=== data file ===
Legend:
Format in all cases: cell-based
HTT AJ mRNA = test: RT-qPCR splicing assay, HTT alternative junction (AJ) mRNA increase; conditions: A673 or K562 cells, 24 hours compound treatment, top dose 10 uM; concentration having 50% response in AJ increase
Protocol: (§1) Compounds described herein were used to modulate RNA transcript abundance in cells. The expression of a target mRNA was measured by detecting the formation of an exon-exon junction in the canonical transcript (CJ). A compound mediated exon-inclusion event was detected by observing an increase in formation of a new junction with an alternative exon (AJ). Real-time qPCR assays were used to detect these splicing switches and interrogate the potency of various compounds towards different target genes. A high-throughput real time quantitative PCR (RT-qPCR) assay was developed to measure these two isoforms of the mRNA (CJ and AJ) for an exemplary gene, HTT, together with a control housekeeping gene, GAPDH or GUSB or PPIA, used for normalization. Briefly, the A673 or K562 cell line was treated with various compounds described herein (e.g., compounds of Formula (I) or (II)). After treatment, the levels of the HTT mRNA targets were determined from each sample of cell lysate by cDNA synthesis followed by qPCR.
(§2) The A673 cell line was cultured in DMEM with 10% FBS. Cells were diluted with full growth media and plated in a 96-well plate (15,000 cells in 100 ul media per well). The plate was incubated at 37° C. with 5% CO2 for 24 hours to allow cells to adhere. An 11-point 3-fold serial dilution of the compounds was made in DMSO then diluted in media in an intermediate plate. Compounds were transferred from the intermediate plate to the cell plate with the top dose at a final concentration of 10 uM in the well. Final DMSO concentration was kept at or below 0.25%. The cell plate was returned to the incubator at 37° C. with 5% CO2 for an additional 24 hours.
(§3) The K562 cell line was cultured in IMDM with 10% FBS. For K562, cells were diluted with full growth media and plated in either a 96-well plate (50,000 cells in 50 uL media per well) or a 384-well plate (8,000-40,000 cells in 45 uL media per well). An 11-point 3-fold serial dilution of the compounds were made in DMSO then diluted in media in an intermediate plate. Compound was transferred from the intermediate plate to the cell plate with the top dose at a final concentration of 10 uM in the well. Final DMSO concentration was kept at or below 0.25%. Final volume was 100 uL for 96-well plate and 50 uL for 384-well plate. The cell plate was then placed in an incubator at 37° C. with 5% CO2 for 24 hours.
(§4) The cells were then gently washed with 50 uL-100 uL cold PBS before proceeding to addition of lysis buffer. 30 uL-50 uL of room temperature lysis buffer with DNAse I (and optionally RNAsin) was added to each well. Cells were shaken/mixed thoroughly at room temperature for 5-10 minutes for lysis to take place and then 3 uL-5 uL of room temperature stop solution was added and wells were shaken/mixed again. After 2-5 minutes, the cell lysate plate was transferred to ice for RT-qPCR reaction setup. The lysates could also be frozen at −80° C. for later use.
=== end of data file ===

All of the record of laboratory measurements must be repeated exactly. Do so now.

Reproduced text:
Legend:
Format in all cases: cell-based
HTT AJ mRNA = test: RT-qPCR splicing assay, HTT alternative junction (AJ) mRNA increase; conditions: A673 or K562 cells, 24 hours compound treatment, top dose 10 uM; concentration having 50% response in AJ increase
Protocol: (§1) Compounds described herein were used to modulate RNA transcript abundance in cells. The expression of a target mRNA was measured by detecting the formation of an exon-exon junction in the canonical transcript (CJ). A compound mediated exon-inclusion event was detected by observing an increase in formation of a new junction with an alternative exon (AJ). Real-time qPCR assays were used to detect these splicing switches and interrogate the potency of various compounds towards different target genes. A high-throughput real time quantitative PCR (RT-qPCR) assay was developed to measure these two isoforms of the mRNA (CJ and AJ) for an exemplary gene, HTT, together with a control housekeeping gene, GAPDH or GUSB or PPIA, used for normalization. Briefly, the A673 or K562 cell line was treated with various compounds described herein (e.g., compounds of Formula (I) or (II)). After treatment, the levels of the HTT mRNA targets were determined from each sample of cell lysate by cDNA synthesis followed by qPCR.
(§2) The A673 cell line was cultured in DMEM with 10% FBS. Cells were diluted with full growth media and plated in a 96-well plate (15,000 cells in 100 ul media per well). The plate was incubated at 37° C. with 5% CO2 for 24 hours to allow cells to adhere. An 11-point 3-fold serial dilution of the compounds was made in DMSO then diluted in media in an intermediate plate. Compounds were transferred from the intermediate plate to the cell plate with the top dose at a final concentration of 10 uM in the well. Final DMSO concentration was kept at or below 0.25%. The cell plate was returned to the incubator at 37° C. with 5% CO2 for an additional 24 hours.
(§3) The K562 cell line was cultured in IMDM with 10% FBS. For K562, cells were diluted with full growth media and plated in either a 96-well plate (50,000 cells in 50 uL media per well) or a 384-well plate (8,000-40,000 cells in 45 uL media per well). An 11-point 3-fold serial dilution of the compounds were made in DMSO then diluted in media in an intermediate plate. Compound was transferred from the intermediate plate to the cell plate with the top dose at a final concentration of 10 uM in the well. Final DMSO concentration was kept at or below 0.25%. Final volume was 100 uL for 96-well plate and 50 uL for 384-well plate. The cell plate was then placed in an incubator at 37° C. with 5% CO2 for 24 hours.
(§4) The cells were then gently washed with 50 uL-100 uL cold PBS before proceeding to addition of lysis buffer. 30 uL-50 uL of room temperature lysis buffer with DNAse I (and optionally RNAsin) was added to each well. Cells were shaken/mixed thoroughly at room temperature for 5-10 minutes for lysis to take place and then 3 uL-5 uL of room temperature stop solution was added and wells were shaken/mixed again. After 2-5 minutes, the cell lysate plate was transferred to ice for RT-qPCR reaction setup. The lysates could also be frozen at −80° C. for later use.